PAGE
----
CHANDLER, AZ – Following a trip to the Gila River Indian Community with members of the Arizona congressional delegation, Secretary of the Interior Deb Haaland announced the Department’s plan to fulfill settlements of Indian water rights claims using historic funding from President Biden’s Bipartisan Infrastructure Law.
The Law invests more than $13 billion directly in tribal communities across the country and makes tribal communities eligible for billions more in much-needed investments. That includes $2.5 billion to implement the Indian Water Rights Settlement Completion Fund, which will help deliver long-promised water resources to tribes, certainty to all their non-Indian neighbors, and a solid foundation for future economic development for entire communities dependent on common water resources.
Following feedback received from tribal consultation, the department will allocate $1.7 billion of Infrastructure Law funding this year to enacted settlements that have outstanding federal payments necessary to complete their terms.
“Water is a sacred resource, and water rights are crucial to ensuring the health, safety and empowerment of tribal communities,” said Secretary Haaland. “With this crucial funding from President Biden’s Bipartisan Infrastructure Law, the Interior Department will be able to uphold our trust responsibilities and ensure that tribal communities receive the water resources they have long been promised. I am grateful that tribes, some of whom have been waiting for this funding for decades, are finally getting the resources they are owed.”
Thanks to investments made by the Bipartisan Infrastructure Law’s Indian Water Rights Settlement Completion Fund and funds available from the existing Reclamation Water Settlement Fund, the following tribes and settlements will receive funding this year: Aamodt Litigation Settlement (Pueblos of San Ildefonso, Nambe, Pojoaque, and Tesuque); Blackfeet Nation; Confederated Salish and Kootenai Tribes; Crow Nation; Gila River Indian Community; Navajo-Utah Water Rights Settlement and Navajo-Gallup Water Supply Project; San Carlos Apache Nation; Tohono O’odham Nation; and White Mountain Apache Tribe.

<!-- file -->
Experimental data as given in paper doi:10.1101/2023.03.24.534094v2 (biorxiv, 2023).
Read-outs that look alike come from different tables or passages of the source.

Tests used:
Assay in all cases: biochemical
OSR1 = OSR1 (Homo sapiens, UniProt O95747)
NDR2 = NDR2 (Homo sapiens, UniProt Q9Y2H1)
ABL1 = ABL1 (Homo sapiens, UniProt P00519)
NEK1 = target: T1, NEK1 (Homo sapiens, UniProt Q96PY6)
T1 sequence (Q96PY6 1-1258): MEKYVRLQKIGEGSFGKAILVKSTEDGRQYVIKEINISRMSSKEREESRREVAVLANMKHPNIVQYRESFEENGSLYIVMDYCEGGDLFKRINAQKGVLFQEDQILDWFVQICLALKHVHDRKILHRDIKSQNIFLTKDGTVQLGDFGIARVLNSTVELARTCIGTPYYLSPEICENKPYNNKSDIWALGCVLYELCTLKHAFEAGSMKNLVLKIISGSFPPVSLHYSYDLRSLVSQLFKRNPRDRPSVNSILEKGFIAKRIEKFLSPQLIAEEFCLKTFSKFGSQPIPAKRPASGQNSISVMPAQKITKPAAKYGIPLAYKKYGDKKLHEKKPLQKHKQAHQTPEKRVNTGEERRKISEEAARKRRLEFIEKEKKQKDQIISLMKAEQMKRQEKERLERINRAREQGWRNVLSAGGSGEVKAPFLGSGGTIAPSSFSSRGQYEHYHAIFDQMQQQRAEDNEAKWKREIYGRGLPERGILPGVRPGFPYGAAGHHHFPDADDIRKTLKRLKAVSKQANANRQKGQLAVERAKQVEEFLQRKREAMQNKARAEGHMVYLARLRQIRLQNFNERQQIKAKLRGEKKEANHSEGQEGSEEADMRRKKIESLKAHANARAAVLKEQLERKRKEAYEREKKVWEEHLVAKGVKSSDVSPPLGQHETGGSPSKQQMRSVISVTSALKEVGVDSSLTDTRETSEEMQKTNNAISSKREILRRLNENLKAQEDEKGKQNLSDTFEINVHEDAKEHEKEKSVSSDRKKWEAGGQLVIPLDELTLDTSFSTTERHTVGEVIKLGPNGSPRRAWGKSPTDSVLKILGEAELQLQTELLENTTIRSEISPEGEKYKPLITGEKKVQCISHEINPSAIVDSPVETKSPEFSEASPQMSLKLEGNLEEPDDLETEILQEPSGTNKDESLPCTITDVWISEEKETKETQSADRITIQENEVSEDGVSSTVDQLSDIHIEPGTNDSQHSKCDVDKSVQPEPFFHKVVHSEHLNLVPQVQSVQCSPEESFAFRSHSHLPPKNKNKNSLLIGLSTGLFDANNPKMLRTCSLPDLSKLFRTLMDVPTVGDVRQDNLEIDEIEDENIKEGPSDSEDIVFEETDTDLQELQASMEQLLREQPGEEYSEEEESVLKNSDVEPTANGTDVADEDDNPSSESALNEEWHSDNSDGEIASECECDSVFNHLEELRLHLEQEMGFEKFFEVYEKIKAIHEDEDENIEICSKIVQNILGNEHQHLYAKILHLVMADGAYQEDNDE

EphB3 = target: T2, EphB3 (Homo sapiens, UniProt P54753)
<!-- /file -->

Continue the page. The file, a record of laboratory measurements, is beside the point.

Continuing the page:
The Reclamation Water Settlement Fund was created by Congress in 2009 and receives $120 million in mandatory funding annually from 2020 through 2029. Pending congressional action on the President’s FY 2022 budget, additional tribes will also see investments to address ongoing federal obligations such as operation, maintenance and repair costs under existing settlements.
There are 34 congressionally enacted Indian Water Rights settlements as of Nov. 15, 2021, when the Infrastructure Law was signed. Indian reserved water rights are vested property rights for which the U.S. has a trust responsibility. Federal policy supports the resolution of disputes regarding Indian water rights through negotiated settlements. Settlement of Indian water rights disputes breaks down barriers and helps create conditions that improve water resources management by providing certainty as to the rights of all water users who are parties to the disputes.
As part of the implementation strategy, an Indian Water Rights Settlement Completion Fund Executive Committee has been established, comprised of the Commissioner of the Bureau of Reclamation, Chairperson of the Working Group on Indian Water Settlements, Director of the Bureau of Indian Affairs, Assistant Secretaries of Water and Science and Indian Affairs, and the Solicitor. The Executive Committee will recommend future allocations of the remainder of the Completion Fund to the Secretary based on current project needs.